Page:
Investment activity in Alberta looks promising, but a closer look at the numbers tells a different story.
An analysis by Altus Group of activity through the third quarter of 2018 revealed the provincial capital bore witness to $3.1 billion of investment, which is a 38% increase over the same quarter in 2017 and a whopping 86% spike over the first three quarters of 2016.
Breaking down those numbers, the industrial sector’s investment by the end of Q3 was $638.7 million, and retail investment reached $609.8m, however, the $180.9m invested in the third quarter alone decreased 3% from Q3 2017. The office market’s contributions to overall investment through the third quarter cannot be overstated: Of the $517.4m invested through the first three quarters, $456.4m was invested in the third quarter alone.
The apartment sector in Edmonton increased 35% through Q3 2017 compared to the same period last year.
In Calgary, there was $2.55b invested through Q3 2018, which is an 11% improvement over the same period in 2017, but the industrial sector was down 6% from last year, albeit possibly because of a supply dearth. Year-over-year, retail transactions have been up 26% through the first three quarters of 2018, however, the office market has declined 2%.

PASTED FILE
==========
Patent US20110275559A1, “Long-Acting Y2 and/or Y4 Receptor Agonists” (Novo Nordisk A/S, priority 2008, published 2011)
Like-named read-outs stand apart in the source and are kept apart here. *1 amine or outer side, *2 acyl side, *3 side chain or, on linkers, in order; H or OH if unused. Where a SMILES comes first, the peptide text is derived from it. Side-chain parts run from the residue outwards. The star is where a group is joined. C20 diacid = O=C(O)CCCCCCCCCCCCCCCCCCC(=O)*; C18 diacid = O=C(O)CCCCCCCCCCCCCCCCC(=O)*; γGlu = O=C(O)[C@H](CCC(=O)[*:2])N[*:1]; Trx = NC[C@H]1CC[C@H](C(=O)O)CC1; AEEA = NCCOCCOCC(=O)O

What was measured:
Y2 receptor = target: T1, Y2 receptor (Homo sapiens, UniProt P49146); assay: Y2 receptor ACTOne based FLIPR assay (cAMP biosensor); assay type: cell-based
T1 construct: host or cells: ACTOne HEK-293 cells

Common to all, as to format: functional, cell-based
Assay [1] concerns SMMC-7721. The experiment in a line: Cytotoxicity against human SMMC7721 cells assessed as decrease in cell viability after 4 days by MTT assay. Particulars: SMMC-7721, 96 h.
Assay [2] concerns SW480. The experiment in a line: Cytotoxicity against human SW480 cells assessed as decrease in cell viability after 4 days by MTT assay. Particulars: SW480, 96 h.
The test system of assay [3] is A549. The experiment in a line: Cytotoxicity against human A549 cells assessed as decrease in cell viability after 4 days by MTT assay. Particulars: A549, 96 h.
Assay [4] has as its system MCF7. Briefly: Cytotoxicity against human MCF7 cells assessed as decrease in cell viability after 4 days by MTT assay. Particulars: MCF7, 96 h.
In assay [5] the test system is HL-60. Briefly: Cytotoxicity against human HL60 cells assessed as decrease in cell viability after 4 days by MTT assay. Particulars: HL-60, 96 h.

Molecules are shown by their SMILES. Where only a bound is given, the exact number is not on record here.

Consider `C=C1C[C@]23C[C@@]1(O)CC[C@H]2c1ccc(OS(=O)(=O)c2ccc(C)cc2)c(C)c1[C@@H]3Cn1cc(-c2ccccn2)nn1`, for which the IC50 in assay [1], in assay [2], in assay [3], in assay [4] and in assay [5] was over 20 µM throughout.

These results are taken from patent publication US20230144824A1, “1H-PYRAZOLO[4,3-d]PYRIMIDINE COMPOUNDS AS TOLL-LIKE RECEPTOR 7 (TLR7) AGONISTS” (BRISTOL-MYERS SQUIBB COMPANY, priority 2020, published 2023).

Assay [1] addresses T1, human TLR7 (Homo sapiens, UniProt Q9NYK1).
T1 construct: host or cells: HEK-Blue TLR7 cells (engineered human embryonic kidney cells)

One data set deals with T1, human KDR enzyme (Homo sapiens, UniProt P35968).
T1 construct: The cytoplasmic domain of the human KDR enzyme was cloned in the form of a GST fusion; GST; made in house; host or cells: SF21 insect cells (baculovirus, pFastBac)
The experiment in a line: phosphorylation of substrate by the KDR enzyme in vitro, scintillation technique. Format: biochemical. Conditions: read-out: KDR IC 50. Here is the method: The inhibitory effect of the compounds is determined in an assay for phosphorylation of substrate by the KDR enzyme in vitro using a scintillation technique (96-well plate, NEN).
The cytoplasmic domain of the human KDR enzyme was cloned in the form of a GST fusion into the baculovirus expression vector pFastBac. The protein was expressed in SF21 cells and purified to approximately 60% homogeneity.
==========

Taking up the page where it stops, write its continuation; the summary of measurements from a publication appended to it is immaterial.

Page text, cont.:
Calgary’s apartment sector declined 33%, reaching only $112.8m year-to-date investment.
Ben Tatterton, Altus Group’s manager of data solutions, says that both cities appear to have buoyant investment markets, but that a lot of their weaknesses are being masked by a few disproportionate transactions.
“What we’re seeing is, overall and year-to-year, the rise in commercial investment activity is up and that’s paying to mind that we have a struggling asset class, that being office space,” said Tatterton. “In the office sector, there are several large transactions made by institutional investors, namely in Calgary being the IBM Corporate Park. There were big flashes of purchases by more of the larger players and they boosted the office total maybe higher than what they would be absent of those transactions. One to three large office deals are inflating the numbers.”
The weak office sector in Calgary, specifically, is largely tied to the province’s struggling oil and gas sector, which is expected to continue into 2019.
“Nationally, we don’t anticipate many economic shocks, but regionally we do,” said TransUnion’s Matt Fabian, director of research and industry analysis. “If oil prices continue to go down, we could be back closer to where we were in 2014 to 2015 when we had oil shocks in that region.”
However, the weakened state of the province’s economy, and by extension its office sector, might explain why investment in office space is relatively strong.
“I think it presents an opportunity,” said Tatterton. “We’re seeing some strategic buys by people who are looking away from the present and a few years into the future. They may realize it has a lot of upside in the future and that they can get it at a lower value than what they’d normally be paying in a boom time market.”
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